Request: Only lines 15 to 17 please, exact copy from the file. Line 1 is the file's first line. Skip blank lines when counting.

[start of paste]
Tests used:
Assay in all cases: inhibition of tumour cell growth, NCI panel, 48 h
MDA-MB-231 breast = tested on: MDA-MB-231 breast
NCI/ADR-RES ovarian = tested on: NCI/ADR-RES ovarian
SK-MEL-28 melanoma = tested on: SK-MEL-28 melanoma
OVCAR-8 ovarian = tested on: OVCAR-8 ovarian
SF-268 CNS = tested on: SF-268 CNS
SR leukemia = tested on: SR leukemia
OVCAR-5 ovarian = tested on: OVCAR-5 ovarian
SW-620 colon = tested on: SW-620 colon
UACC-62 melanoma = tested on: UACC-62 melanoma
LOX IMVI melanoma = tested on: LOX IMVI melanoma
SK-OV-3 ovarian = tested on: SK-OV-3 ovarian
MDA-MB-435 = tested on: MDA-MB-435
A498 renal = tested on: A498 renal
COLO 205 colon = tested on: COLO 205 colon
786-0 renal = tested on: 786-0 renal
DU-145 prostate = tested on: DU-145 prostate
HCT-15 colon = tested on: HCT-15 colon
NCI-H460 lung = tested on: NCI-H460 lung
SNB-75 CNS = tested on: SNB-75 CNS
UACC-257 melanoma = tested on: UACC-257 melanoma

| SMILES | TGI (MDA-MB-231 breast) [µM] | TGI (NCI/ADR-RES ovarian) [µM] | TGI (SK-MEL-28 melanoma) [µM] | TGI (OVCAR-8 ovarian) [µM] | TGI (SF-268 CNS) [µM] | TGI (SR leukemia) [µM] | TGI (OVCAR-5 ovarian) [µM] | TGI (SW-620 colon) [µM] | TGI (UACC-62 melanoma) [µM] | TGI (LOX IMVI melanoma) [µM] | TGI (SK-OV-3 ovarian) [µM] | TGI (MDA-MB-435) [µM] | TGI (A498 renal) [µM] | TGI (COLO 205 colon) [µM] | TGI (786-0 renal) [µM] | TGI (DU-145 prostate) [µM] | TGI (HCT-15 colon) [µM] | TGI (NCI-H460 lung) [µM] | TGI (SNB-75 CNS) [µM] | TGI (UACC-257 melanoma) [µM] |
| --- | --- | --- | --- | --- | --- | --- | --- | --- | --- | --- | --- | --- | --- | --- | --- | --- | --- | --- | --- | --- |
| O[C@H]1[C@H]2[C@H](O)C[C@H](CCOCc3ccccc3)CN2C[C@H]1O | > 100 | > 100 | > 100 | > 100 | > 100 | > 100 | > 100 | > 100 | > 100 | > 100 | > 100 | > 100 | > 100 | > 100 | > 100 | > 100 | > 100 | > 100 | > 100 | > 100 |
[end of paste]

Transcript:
A498 renal = tested on: A498 renal
COLO 205 colon = tested on: COLO 205 colon
786-0 renal = tested on: 786-0 renal